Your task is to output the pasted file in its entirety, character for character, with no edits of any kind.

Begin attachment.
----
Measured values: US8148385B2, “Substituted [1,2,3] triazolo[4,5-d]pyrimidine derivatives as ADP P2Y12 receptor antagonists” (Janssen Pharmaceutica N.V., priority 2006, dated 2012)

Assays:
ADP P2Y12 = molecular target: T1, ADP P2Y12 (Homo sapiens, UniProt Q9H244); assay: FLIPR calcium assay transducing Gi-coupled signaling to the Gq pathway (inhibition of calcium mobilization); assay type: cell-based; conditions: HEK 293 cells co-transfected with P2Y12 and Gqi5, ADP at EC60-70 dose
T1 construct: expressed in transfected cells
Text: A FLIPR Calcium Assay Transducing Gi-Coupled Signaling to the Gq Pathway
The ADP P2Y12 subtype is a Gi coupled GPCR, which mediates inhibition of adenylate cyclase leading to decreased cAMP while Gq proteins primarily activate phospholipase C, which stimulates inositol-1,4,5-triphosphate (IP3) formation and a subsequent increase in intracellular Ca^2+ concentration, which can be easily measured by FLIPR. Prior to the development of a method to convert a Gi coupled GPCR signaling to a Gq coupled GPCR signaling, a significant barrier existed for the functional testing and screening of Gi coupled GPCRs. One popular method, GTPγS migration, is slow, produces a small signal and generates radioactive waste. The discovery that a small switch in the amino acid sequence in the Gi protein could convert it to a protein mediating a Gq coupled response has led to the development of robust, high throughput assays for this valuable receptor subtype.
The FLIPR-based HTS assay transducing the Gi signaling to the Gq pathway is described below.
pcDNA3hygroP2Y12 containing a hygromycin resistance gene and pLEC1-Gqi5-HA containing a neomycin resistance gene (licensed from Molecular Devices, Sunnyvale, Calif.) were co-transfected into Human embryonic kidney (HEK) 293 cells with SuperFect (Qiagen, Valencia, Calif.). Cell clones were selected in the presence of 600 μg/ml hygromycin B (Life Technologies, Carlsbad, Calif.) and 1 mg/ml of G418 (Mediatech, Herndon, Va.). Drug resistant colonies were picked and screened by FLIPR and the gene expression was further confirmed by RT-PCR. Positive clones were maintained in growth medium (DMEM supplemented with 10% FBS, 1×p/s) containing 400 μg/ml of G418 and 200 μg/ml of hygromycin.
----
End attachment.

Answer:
Measured values: US8148385B2, “Substituted [1,2,3] triazolo[4,5-d]pyrimidine derivatives as ADP P2Y12 receptor antagonists” (Janssen Pharmaceutica N.V., priority 2006, dated 2012)

Assays:
ADP P2Y12 = molecular target: T1, ADP P2Y12 (Homo sapiens, UniProt Q9H244); assay: FLIPR calcium assay transducing Gi-coupled signaling to the Gq pathway (inhibition of calcium mobilization); assay type: cell-based; conditions: HEK 293 cells co-transfected with P2Y12 and Gqi5, ADP at EC60-70 dose
T1 construct: expressed in transfected cells
Text: A FLIPR Calcium Assay Transducing Gi-Coupled Signaling to the Gq Pathway
The ADP P2Y12 subtype is a Gi coupled GPCR, which mediates inhibition of adenylate cyclase leading to decreased cAMP while Gq proteins primarily activate phospholipase C, which stimulates inositol-1,4,5-triphosphate (IP3) formation and a subsequent increase in intracellular Ca^2+ concentration, which can be easily measured by FLIPR. Prior to the development of a method to convert a Gi coupled GPCR signaling to a Gq coupled GPCR signaling, a significant barrier existed for the functional testing and screening of Gi coupled GPCRs. One popular method, GTPγS migration, is slow, produces a small signal and generates radioactive waste. The discovery that a small switch in the amino acid sequence in the Gi protein could convert it to a protein mediating a Gq coupled response has led to the development of robust, high throughput assays for this valuable receptor subtype.
The FLIPR-based HTS assay transducing the Gi signaling to the Gq pathway is described below.
pcDNA3hygroP2Y12 containing a hygromycin resistance gene and pLEC1-Gqi5-HA containing a neomycin resistance gene (licensed from Molecular Devices, Sunnyvale, Calif.) were co-transfected into Human embryonic kidney (HEK) 293 cells with SuperFect (Qiagen, Valencia, Calif.). Cell clones were selected in the presence of 600 μg/ml hygromycin B (Life Technologies, Carlsbad, Calif.) and 1 mg/ml of G418 (Mediatech, Herndon, Va.). Drug resistant colonies were picked and screened by FLIPR and the gene expression was further confirmed by RT-PCR. Positive clones were maintained in growth medium (DMEM supplemented with 10% FBS, 1×p/s) containing 400 μg/ml of G418 and 200 μg/ml of hygromycin.